The Mummy's Tomb (1942)

TOMATOMETER

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AUDIENCE SCORE

Critic Consensus: No consensus yet.

The Mummy's Tomb Photos

Movie Info

This horror sequel follows The Mummy's Hand and picks up where the action ended. The mad Egyptian high priest, thought to be dead in the last film, is actually alive and well. The priest is plotting the death of the two archaeologists who originally desecrated the tomb.
Rating:
NR
Genre:
Drama , Horror , Special Interest
Directed By:
Written By:
In Theaters:
 wide
On DVD:
Runtime:
Studio:
Universal

Cast

Lon Chaney Jr
as Kharis
Dick Foran
as Stephen Banning
Elyse Knox
as Isobel Evans
Turhan Bey
as Mehemet Bey
John Hubbard
as John Banning
Mary Gordon
as Jane Banning
Virginia Brissac
as Mrs. Evans
Wallace Ford
as Babe Hanson
George Zucco
as Andoheb
Cliff Clark
as Sheriff
Frank Reicher
as Prof. Norman
Emmett Vogan
as Coroner
Janet Shaw
as Girl in Car
Eddie Parker
as Stuntman
Glenn Strange
as Man Riding Buckboard
Grace Cunard
as Farmer's Wife
Show More Cast

Critic Reviews for The Mummy's Tomb

All Critics (7)

No excerpt available.

Full Review… | August 7, 2006
New York Times
Top Critic

A rather dull affair with many scenes directly lifted from earlier Mummy films.

Full Review… | October 26, 2014
Movie Chambers

The first Universal mummy movie that's not really worth it.

Full Review… | October 14, 2013
Antagony & Ecstasy

No excerpt available.

August 27, 2005
EmanuelLevy.Com

No excerpt available.

November 19, 2003
Boxoffice Magazine

A B-programmer sequel and how come no one ever thinks to just outrun that slow-moving, one-armed stalker!

January 19, 2003
Journal and Courier (Lafayette, IN)

Audience Reviews for The Mummy's Tomb

½

Three decades have passed since the events of The Mummy's Hand, so now is the perfect time for the survivors of an Egyptian cult to exact their revenge on the brash Americans who violated a sacred tomb. Lon Chaney Jr. dons the linen bandages as the monster while Dick Moran and Wallace Ford slather on the old-age makeup in order to reprise their roles. The cheap production values and the run-of-the-mill plot are carried over from the prior film, but the quippy dialogue has been excised for the some reason. As a whole, while The Mummy's Tomb feels professionally-constructed, there isn't anything in this film that wasn't done better in the preceding Mummy movies.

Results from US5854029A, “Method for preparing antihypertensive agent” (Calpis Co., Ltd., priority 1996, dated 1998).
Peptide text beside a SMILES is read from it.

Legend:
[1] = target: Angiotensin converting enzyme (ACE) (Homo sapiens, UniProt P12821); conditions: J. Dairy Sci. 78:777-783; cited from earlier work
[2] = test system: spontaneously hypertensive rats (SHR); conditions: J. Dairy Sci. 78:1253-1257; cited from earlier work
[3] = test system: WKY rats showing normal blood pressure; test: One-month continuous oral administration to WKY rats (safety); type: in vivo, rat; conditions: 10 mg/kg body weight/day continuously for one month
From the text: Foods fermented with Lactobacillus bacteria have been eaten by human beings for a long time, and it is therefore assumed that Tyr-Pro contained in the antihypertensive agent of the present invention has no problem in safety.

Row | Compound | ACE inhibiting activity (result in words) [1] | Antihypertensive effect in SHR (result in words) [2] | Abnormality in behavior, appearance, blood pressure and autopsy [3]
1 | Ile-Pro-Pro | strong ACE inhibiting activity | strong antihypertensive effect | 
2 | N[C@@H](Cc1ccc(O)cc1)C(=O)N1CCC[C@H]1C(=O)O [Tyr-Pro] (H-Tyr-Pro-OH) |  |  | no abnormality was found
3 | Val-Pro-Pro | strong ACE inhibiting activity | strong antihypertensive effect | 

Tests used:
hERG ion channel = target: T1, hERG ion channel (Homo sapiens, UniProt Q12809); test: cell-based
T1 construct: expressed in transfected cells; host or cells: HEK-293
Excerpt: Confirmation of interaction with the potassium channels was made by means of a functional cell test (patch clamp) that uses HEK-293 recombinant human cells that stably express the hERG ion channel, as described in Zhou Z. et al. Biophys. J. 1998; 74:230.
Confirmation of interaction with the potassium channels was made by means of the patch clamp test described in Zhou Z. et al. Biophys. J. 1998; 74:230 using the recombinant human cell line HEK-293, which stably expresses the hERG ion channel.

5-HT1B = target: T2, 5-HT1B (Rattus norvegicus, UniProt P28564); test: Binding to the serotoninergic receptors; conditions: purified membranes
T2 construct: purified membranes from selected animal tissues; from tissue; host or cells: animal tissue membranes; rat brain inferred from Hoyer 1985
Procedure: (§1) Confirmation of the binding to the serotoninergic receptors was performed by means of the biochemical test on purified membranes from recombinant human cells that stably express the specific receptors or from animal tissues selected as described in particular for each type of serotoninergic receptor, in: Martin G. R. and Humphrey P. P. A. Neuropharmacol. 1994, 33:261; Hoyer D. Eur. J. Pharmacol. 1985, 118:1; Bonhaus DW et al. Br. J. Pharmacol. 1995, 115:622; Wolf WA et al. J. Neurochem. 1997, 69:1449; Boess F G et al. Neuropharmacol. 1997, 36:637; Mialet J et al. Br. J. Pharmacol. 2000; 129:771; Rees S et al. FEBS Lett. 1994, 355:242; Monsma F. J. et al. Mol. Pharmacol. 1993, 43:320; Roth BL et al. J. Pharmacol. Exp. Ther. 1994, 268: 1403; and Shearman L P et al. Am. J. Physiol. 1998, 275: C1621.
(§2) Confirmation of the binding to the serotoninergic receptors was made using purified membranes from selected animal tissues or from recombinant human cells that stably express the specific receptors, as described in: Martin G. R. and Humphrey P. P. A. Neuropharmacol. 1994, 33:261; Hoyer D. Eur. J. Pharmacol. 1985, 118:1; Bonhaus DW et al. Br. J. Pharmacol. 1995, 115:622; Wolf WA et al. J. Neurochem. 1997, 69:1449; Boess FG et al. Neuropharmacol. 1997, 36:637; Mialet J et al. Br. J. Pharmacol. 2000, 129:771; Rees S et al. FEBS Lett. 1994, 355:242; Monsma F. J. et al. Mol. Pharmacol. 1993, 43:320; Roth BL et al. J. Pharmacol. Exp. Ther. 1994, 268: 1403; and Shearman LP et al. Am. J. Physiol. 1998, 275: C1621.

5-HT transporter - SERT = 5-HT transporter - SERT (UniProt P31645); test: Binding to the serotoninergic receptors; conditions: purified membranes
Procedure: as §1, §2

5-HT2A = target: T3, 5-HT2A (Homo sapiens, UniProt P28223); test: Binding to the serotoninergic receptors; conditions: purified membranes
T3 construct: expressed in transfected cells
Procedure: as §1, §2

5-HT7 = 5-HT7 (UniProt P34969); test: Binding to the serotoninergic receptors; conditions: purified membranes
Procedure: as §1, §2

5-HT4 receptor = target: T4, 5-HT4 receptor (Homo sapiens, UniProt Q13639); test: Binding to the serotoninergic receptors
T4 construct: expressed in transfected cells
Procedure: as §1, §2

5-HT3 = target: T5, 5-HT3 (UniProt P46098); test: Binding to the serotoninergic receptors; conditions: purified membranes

Ryan Valentine
Ryan Valentine

Shambling briskly toward Z-Moviedom, this Hand follow-up finds the Mummy in America and horror fans filing for the door. Of the two preceding chapters, The Mummy's Hand shouldn't have been the one to receive a sequel...but it strangely and sadly does. In this proto-slasher film that brings the 'story' stateside, some much-needed humor goes the way of the Sphinx and the Mummy becomes a molasses-slow forebear to Jason Vorhees or Michael Myers. In this unrated continuation of the Universal horror series, a high priest (George Zucco) travels to America with the living mummy Kharis (Lon Chaney, Jr.) to kill all those who had desecrated the tomb of the Egyptian princess Ananka 30 years earlier. From what brainless depth do the screenwriters keep dredging up these crazy cultists willing to enact revenge using a murderous rag doll? Someway somehow, a Canadian actor (George Zucco) assumes this role in the form of a racist Egyptian caricature. The leads from the preceding chapter return, only this time in poor elderly make-up so that their characters can get unceremoniously bumped off one-by-one. What? It doesn't count as spoilers if the script is awful, does it? Bottom line: Grave Mistake

Jeff Boam
Jeff Boam

Super Reviewer

In reality 2 years have passed, but in the plot of this sequel, 30 years have supposedly passed. It would be hell trying to form some continuity on a timeline for this franchise. Steve Banning is back home in Massachusetts with his family, including his son (Hubbard) and his son's fiance (Knox). He spends about 10 minutes (out of about a one hour run time) retelling the plot of the previous mummy film. The ancient Egyptian scenes with Karloff's back and Tyler's face are recycled again too. Then we learn that Andoheb didn't really die. He passes on the responsibilities of the high priests of Arkan to Mehemet Bey (played by Turhan Bey, which is a stage name). And Kharis, as all the undead monsters of Universal prove, never really dies. Bey takes Kharis by ship to get revenge on the Banning family in Massachusetts. This is the first of three times Lon Chaney Jr. would play the Mummy. Chaney Jr. solidifies the mummy's one weak arm (unless he's carrying away a woman) and one dragging leg, as well as only one eye. Bey, as the new high priest character, looks like he holds promise. At Bey's command the mummy causes havoc in the small New England town. Despite how slowly he moves, the sheriff, the younger Dr. Banning, and the townspeople can only seem to spot the mummy's shadow as bodies start piling up. Babe Hanson isn't dead yet either. He comes to town trying to get people to believe in the supernatural monster he and Banning helped release. Ultimately the high priest falls for Dr. Banning's fiance. This is a standard character flaw in high priests of Arkan, I guess. Again the mummy doesn't get the girl, but at least there are better pyrotechnic effects in the end.

Byron Brubaker
Byron Brubaker

Super Reviewer

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